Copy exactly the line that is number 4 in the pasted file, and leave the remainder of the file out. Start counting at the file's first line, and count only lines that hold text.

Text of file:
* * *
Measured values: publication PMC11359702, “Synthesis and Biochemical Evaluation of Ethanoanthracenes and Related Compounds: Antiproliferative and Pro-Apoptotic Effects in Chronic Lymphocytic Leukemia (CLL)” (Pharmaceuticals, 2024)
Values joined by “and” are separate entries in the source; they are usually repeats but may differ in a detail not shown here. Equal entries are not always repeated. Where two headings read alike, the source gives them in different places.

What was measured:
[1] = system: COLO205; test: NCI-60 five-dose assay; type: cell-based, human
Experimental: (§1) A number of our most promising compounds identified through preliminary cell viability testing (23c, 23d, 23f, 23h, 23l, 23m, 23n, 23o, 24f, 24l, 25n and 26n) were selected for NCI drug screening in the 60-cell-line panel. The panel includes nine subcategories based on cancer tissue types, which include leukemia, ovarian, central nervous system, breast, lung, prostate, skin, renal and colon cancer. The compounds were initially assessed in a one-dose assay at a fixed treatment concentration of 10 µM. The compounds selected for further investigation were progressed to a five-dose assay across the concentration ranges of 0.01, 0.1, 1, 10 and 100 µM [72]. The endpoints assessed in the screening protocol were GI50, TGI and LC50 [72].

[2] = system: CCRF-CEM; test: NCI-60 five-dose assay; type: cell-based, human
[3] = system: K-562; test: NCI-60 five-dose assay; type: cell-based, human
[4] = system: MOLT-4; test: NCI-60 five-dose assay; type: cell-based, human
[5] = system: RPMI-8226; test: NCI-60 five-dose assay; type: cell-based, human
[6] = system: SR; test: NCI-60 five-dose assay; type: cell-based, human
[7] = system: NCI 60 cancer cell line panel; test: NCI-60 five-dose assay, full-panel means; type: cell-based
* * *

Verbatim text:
[1] = system: COLO205; test: NCI-60 five-dose assay; type: cell-based, human